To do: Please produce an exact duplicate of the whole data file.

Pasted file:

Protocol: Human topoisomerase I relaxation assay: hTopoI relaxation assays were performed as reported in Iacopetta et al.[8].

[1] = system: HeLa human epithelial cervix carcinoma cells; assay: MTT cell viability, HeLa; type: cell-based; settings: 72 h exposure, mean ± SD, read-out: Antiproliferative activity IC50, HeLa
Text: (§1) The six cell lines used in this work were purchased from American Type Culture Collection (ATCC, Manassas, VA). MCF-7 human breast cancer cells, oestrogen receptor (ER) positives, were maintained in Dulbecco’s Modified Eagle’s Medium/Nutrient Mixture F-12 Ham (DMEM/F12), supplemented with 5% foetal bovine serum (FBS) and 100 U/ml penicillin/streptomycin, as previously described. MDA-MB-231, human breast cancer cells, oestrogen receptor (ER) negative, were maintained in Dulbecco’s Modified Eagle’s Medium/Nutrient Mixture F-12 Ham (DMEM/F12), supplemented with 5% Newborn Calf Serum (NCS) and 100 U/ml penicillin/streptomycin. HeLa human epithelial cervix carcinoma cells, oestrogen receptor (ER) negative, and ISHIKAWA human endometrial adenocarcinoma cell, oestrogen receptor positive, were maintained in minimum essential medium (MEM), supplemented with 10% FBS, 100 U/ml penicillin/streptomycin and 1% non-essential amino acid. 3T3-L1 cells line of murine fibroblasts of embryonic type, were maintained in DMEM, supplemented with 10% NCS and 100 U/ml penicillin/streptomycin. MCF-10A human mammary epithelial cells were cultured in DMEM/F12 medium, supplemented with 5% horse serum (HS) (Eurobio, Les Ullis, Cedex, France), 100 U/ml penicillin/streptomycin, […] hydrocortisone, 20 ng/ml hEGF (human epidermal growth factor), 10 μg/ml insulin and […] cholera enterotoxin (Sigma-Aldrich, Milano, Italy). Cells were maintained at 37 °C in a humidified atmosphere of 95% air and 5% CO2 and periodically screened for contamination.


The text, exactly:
Protocol: Human topoisomerase I relaxation assay: hTopoI relaxation assays were performed as reported in Iacopetta et al.[8].

[1] = system: HeLa human epithelial cervix carcinoma cells; assay: MTT cell viability, HeLa; type: cell-based; settings: 72 h exposure, mean ± SD, read-out: Antiproliferative activity IC50, HeLa
Text: (§1) The six cell lines used in this work were purchased from American Type Culture Collection (ATCC, Manassas, VA). MCF-7 human breast cancer cells, oestrogen receptor (ER) positives, were maintained in Dulbecco’s Modified Eagle’s Medium/Nutrient Mixture F-12 Ham (DMEM/F12), supplemented with 5% foetal bovine serum (FBS) and 100 U/ml penicillin/streptomycin, as previously described. MDA-MB-231, human breast cancer cells, oestrogen receptor (ER) negative, were maintained in Dulbecco’s Modified Eagle’s Medium/Nutrient Mixture F-12 Ham (DMEM/F12), supplemented with 5% Newborn Calf Serum (NCS) and 100 U/ml penicillin/streptomycin. HeLa human epithelial cervix carcinoma cells, oestrogen receptor (ER) negative, and ISHIKAWA human endometrial adenocarcinoma cell, oestrogen receptor positive, were maintained in minimum essential medium (MEM), supplemented with 10% FBS, 100 U/ml penicillin/streptomycin and 1% non-essential amino acid. 3T3-L1 cells line of murine fibroblasts of embryonic type, were maintained in DMEM, supplemented with 10% NCS and 100 U/ml penicillin/streptomycin. MCF-10A human mammary epithelial cells were cultured in DMEM/F12 medium, supplemented with 5% horse serum (HS) (Eurobio, Les Ullis, Cedex, France), 100 U/ml penicillin/streptomycin, […] hydrocortisone, 20 ng/ml hEGF (human epidermal growth factor), 10 μg/ml insulin and […] cholera enterotoxin (Sigma-Aldrich, Milano, Italy). Cells were maintained at 37 °C in a humidified atmosphere of 95% air and 5% CO2 and periodically screened for contamination.